“We are not safe.” That was the resigned and terrified refrain echoed in the media following the bombings at the Boston Marathon. It was as if we were collectively saying we should have been safe following September 11, when we became hyper-vigilant about security. We should have been safe after spending all that blood and treasure on two wars fought in the name of ensuring our safety. We should have been safe because we tortured for intelligence, denied captives due process, and killed terrorists with unmanned drones. We should have been safe because we shot dead Osama bin Laden. This past decade has been about us doing whatever it took to not be vulnerable.
But no matter who the culprit was, the devastation in Boston shatters any illusion of our invulnerability. It forces us to wonder, “What more could we possibly do to be safe? What more intrusions do we have to endure to make sure this doesn’t happen again? How much more sacrifice can we bear?”
One natural response to these questions is despair: The bombing proves that the world is essentially chaotic. Danger lurks at all times. Evil people flourish and constantly threaten to destroy. Attempts to be safe and prevent the impending doom will be futile. We are not safe, even - or perhaps especially - in those places where we hope to feel safest. As Rabbi Ed Feinstein noted in a magnificent sermon, this is the view of the “Enuma Elish,” the creation story of our ancient Mesopotamian ancestors. It has its voice in the Bible as well, particularly in Ecclesiastes.
But that is not the only valid worldview. Another goes like this: We indeed live in a world where menace is always present. Despite this, the world is primarily ordered, and the universe’s most powerful force is that which brings peace out of violence, cosmos out of chaos. True, unpredictable dangers sometimes break into organized creation and destroy. The power that can keep out the terror is not absolute, and there are times when nothing can be done to prevent calamity.
But unlike with the first view, the triumph of chaos is not inevitable. We may never be fully safe, but we are also never totally vulnerable. And what’s more – we have the ability to make our world better, safer and more peaceful. This is the worldview of the priestly author of parts of Genesis and the book of Leviticus, which, according to Mary Douglas’ “Leviticus as Literature”, echoes the former’s emphasis on order and peacefulness.
Each of these responses has a moral dimension. In Ecclesiastes, everything we do is hopeless. In that kind of world, the only reasonable approach is to “go joyously eat your bread and drink your wine with a glad heart” (Ecclesiastes 9:7). Just do what feels good, take care of yourself, and ignore others, because nothing really matters.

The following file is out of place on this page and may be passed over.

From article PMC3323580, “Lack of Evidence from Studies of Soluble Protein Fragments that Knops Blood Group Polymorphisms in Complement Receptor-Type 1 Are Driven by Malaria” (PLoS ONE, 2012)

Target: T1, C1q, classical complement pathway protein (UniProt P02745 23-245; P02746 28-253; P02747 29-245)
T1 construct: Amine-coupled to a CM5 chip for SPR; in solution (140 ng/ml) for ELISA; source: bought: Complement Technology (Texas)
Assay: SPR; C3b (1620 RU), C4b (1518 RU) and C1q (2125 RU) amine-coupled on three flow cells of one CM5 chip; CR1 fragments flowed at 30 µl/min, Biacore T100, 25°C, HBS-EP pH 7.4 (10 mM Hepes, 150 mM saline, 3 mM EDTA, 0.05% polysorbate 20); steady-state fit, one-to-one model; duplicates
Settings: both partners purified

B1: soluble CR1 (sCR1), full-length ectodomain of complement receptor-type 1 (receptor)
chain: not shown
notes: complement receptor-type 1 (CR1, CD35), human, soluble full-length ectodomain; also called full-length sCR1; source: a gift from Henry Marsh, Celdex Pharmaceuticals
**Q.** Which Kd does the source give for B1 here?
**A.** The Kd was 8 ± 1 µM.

On the other hand, in the priestly narrative, chaos is the exception, not the rule. Since what we build today will likely be there tomorrow, we can form real relationships, dream, and hope. Acts of compassion, justice, and peace matter. There is indeed “darkness over the surface of the deep,” but God’s presence is always fluttering over the chaotic primordial waters, speaking light into being, driving out the darkness (Gen. 1:2-3). The same creative power that relentlessly works to make cosmos out of chaos invites our partnership to ensure that cosmos wins out.
Of course, real and devastating tragedies will happen; our power to control them is limited. This means we must not be consumed with trying to prevent them. But we also need not be defined or paralyzed by them. We need not live in fear. Instead, we can work to create conditions that elicit goodness, and eradicate those conditions that obscure it. We, like God, can bring forth light to dispel darkness.
At the risk of generalizing, I argue that the Jewish people, and Israelis in particular, have internalized the priestly view. Millennia of persecution never crushed our resilient belief in an ultimate redemption and pursuit of a better world. And no war, suicide bomb, or rocket has stymied Israelis’ hope of building a free, prosperous, democratic, and peaceful Jewish state. In this sense, we have fulfilled our destiny of being a “kingdom of priests” (Exodus 19:6).
Back in Boston, stories of brave first responders running into harm’s way to rescue victims, marathoners continuing past the finish line to donate blood, strangers reaching out to help each other, and resounding vows not to be intimidated by murderers show that we Americans are not giving up on the priestly narrative, either. But this is a crucial moment for us. Once again, we are called upon to choose a narrative. Both affirm that, tragically, we are not safe. But only one invites us to build a better world.
Michael Knopf is the Assistant Rabbi of Har Zion Temple in Penn Valley, Pennsylvania, and a Clal - Rabbis Without Borders fellow. You can follow him on Facebook atwww.facebook.com/rabbiknopf
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